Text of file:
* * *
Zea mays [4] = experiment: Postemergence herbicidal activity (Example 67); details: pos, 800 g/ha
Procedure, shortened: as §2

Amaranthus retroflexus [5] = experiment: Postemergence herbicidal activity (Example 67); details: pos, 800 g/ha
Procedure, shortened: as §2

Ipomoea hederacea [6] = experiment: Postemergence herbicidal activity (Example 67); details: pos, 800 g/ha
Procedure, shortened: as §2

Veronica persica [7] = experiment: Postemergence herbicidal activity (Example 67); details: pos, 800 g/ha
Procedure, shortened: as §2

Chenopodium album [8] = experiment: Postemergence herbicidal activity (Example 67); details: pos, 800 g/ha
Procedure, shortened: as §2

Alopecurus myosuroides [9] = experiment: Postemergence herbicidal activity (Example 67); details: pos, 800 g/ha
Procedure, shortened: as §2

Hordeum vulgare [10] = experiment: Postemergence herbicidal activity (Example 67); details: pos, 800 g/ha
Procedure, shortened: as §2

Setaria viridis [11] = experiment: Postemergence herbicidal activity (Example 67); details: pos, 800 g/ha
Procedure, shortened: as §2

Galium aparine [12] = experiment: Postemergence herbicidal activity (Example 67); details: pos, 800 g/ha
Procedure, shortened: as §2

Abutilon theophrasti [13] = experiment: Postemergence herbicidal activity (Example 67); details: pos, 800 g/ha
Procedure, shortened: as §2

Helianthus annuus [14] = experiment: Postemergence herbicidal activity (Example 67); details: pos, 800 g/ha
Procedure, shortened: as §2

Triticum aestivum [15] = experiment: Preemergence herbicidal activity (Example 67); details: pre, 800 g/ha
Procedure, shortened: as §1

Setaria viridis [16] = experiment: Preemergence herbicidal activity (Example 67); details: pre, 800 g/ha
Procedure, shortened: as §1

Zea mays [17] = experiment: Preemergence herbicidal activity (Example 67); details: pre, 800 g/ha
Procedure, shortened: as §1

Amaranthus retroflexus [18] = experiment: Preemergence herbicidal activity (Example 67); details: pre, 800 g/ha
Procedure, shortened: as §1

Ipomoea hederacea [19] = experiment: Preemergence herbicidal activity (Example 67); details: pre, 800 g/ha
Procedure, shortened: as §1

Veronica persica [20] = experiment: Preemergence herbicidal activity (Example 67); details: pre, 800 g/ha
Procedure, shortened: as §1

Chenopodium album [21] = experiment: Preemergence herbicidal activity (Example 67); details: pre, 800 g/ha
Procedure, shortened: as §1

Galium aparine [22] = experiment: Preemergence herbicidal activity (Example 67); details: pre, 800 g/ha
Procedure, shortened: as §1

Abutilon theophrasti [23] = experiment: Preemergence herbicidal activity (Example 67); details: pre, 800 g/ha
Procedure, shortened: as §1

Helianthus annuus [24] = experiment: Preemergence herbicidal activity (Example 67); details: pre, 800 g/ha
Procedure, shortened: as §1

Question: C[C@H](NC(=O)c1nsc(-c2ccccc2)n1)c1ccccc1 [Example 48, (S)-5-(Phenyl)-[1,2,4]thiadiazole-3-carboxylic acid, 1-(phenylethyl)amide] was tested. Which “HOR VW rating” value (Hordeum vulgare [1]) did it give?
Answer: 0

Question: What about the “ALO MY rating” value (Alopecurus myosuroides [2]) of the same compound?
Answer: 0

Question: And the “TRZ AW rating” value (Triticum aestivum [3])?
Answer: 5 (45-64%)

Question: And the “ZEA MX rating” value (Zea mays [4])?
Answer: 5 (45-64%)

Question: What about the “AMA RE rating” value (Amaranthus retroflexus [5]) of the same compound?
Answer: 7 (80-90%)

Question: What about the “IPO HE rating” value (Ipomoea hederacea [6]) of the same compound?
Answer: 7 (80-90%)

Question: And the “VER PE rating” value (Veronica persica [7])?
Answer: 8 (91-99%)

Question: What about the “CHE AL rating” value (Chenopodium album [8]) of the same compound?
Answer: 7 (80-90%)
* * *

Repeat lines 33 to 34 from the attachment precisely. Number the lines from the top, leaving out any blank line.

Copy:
Veronica persica [20] = experiment: Preemergence herbicidal activity (Example 67); details: pre, 800 g/ha
Procedure, shortened: as §1